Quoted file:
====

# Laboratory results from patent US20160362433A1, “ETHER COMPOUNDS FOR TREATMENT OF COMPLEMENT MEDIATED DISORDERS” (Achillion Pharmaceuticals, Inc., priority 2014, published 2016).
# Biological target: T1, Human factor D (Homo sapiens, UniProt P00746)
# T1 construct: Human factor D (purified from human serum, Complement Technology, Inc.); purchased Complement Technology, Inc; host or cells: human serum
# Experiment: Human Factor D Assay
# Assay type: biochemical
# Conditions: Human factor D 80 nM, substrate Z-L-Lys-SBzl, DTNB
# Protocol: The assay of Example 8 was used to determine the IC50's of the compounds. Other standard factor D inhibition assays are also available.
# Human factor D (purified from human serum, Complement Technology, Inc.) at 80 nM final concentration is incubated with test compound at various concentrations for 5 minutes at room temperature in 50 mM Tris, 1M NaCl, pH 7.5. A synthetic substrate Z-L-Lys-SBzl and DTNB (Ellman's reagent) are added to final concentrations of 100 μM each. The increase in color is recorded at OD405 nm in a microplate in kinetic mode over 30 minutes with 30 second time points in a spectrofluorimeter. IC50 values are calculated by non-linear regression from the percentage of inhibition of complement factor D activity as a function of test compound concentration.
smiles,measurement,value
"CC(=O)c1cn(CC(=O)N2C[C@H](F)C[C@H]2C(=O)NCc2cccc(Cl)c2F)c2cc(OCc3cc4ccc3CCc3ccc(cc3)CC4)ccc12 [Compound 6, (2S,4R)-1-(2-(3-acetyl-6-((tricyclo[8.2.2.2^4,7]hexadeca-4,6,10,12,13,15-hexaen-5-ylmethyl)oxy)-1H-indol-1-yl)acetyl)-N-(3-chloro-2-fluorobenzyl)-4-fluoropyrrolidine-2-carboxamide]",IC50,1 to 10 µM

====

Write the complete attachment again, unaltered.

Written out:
# Laboratory results from patent US20160362433A1, “ETHER COMPOUNDS FOR TREATMENT OF COMPLEMENT MEDIATED DISORDERS” (Achillion Pharmaceuticals, Inc., priority 2014, published 2016).
# Biological target: T1, Human factor D (Homo sapiens, UniProt P00746)
# T1 construct: Human factor D (purified from human serum, Complement Technology, Inc.); purchased Complement Technology, Inc; host or cells: human serum
# Experiment: Human Factor D Assay
# Assay type: biochemical
# Conditions: Human factor D 80 nM, substrate Z-L-Lys-SBzl, DTNB
# Protocol: The assay of Example 8 was used to determine the IC50's of the compounds. Other standard factor D inhibition assays are also available.
# Human factor D (purified from human serum, Complement Technology, Inc.) at 80 nM final concentration is incubated with test compound at various concentrations for 5 minutes at room temperature in 50 mM Tris, 1M NaCl, pH 7.5. A synthetic substrate Z-L-Lys-SBzl and DTNB (Ellman's reagent) are added to final concentrations of 100 μM each. The increase in color is recorded at OD405 nm in a microplate in kinetic mode over 30 minutes with 30 second time points in a spectrofluorimeter. IC50 values are calculated by non-linear regression from the percentage of inhibition of complement factor D activity as a function of test compound concentration.
smiles,measurement,value
"CC(=O)c1cn(CC(=O)N2C[C@H](F)C[C@H]2C(=O)NCc2cccc(Cl)c2F)c2cc(OCc3cc4ccc3CCc3ccc(cc3)CC4)ccc12 [Compound 6, (2S,4R)-1-(2-(3-acetyl-6-((tricyclo[8.2.2.2^4,7]hexadeca-4,6,10,12,13,15-hexaen-5-ylmethyl)oxy)-1H-indol-1-yl)acetyl)-N-(3-chloro-2-fluorobenzyl)-4-fluoropyrrolidine-2-carboxamide]",IC50,1 to 10 µM